Section 1983 of Title 42 of the United States Code (§ 1983) provides a remedy for deprivations, under color of state law, of a right secured by the Constitution or federal law. Salisbury v. Stone, 518 A.2d 1355, 1360 (R.I. 1986) (citing Lugar v. Edmondson Oil Co., 457 U.S. 922, 924, 102 S.Ct. 2744, 2747, 73 L. Ed. 2d 482 (1982)).
It is well-settled that neither § 1983 nor the Fourteenth Amendment applies to purely private actions. See Forbes v. Rhode Island Brotherhood of Correctional Officers, 923 F. Supp. 315, 321 (D.R.I. 1996) (citing Rodriguez-Garcia v. Davila, 904 F.2d 90, 95 (1st Cir. 1990)).
A viable § 1983 claim must establish two essential elements: "First, the plaintiff must allege and prove that some person or state governmental entity, while acting under color of state law, has deprived him or her of a federal right secured by federal law or constitution.
Second, the plaintiff must identify the federal right alleged to have been violated." Brunelle v. Town of South Kingstown, 700 A.2d 1075, 1081 (R.I. 1997).
Traditionally, the definition of acting under color of state law "requires that the defendant in a § 1983 action have exercised power 'possessed by virtue of state law and made possible only because the wrongdoer is clothed with the authority of state law.'" Forbes, 923 F. Supp at 321 (citing West v. Atkins, 487 U.S. 42, 49, 108 S.Ct. 2250, 2255, 101 L. Ed. 2d 40 (1988)).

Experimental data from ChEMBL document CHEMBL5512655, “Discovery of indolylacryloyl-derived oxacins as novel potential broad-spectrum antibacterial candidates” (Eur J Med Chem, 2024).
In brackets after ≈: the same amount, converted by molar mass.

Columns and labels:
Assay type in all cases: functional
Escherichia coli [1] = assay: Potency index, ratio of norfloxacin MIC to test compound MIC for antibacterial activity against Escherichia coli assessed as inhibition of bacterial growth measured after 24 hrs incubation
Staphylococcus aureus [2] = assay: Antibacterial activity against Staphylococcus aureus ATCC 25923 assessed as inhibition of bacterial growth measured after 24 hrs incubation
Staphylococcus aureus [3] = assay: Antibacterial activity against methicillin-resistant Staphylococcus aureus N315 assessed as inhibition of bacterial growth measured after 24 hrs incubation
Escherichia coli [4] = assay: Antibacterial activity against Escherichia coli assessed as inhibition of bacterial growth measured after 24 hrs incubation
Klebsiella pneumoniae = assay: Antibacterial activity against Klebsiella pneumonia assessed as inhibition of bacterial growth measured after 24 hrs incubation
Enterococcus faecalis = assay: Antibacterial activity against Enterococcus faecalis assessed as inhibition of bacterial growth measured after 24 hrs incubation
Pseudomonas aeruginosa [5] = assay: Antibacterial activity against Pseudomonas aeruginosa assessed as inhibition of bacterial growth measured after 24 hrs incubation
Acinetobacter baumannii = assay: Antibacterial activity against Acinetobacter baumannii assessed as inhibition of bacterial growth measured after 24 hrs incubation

Therefore, the validity of a plaintiff's § 1983 claim initially hinges on a demonstration of either direct or indirect state action. Rodriguez-Garcia, 904 F.2d at 95.
The second required element of a § 1983 cause of action requires the plaintiff to prove deprivation of a right secured by the Constitution or federal law.
To satisfy this second element of a § 1983 claim, a plaintiff must also prove that the defendant's conduct was the cause in fact of the alleged deprivation. Rodriguez-Cirilo v. Garcia, 115 F.3d 50, 52 (1st Cir. 1997).
Causation of damages in a § 1983 action is based on "basic notions of tort causation" and "may be fleshed out with reference to state law tort principles." Id.
Although not articulated as such in the amended complaint, the plaintiff essentially argues that this case involves a foster child's substantive due process right to be free from harm at the hands of a foster care institution.